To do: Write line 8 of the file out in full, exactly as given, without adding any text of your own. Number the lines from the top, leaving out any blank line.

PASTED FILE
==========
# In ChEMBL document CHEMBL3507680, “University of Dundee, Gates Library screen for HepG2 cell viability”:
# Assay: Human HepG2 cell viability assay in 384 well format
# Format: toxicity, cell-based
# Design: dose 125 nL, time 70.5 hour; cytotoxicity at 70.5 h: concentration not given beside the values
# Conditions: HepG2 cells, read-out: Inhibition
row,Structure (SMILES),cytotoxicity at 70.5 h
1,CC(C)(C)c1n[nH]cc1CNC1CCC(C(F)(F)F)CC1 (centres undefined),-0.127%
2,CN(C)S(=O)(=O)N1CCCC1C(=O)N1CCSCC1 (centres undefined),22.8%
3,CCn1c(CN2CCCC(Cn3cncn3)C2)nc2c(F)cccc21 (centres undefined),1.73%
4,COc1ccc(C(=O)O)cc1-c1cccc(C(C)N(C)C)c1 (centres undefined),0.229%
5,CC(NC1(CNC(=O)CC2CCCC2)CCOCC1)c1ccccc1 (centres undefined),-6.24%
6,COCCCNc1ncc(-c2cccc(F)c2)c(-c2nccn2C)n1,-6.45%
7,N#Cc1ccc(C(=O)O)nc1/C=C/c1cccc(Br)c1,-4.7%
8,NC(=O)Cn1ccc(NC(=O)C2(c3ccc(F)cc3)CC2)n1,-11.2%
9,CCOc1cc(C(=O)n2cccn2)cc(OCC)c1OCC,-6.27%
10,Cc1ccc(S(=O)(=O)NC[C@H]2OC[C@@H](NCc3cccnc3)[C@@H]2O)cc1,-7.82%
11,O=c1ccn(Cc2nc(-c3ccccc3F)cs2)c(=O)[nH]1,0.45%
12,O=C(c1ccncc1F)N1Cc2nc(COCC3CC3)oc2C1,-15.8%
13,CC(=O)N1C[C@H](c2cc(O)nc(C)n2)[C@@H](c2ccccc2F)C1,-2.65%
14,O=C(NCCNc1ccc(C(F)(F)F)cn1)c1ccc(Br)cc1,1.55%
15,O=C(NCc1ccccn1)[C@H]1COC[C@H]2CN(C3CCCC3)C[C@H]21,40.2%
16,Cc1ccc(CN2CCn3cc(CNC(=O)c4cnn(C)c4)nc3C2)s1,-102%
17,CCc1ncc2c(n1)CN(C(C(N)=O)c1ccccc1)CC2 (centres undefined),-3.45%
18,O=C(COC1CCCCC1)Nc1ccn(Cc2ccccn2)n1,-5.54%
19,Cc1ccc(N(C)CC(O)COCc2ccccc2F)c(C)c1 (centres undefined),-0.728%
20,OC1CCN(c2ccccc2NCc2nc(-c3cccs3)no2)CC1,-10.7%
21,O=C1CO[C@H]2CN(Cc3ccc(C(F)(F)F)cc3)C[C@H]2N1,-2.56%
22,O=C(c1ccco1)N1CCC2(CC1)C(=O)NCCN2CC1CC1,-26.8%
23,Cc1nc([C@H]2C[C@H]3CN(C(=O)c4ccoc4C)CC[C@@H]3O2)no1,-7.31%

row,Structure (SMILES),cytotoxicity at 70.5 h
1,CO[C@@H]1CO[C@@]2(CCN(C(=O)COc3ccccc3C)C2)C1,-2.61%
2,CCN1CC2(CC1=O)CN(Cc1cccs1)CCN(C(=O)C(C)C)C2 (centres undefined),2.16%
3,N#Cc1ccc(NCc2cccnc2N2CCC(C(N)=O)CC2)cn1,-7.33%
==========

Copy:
2,CN(C)S(=O)(=O)N1CCCC1C(=O)N1CCSCC1 (centres undefined),22.8%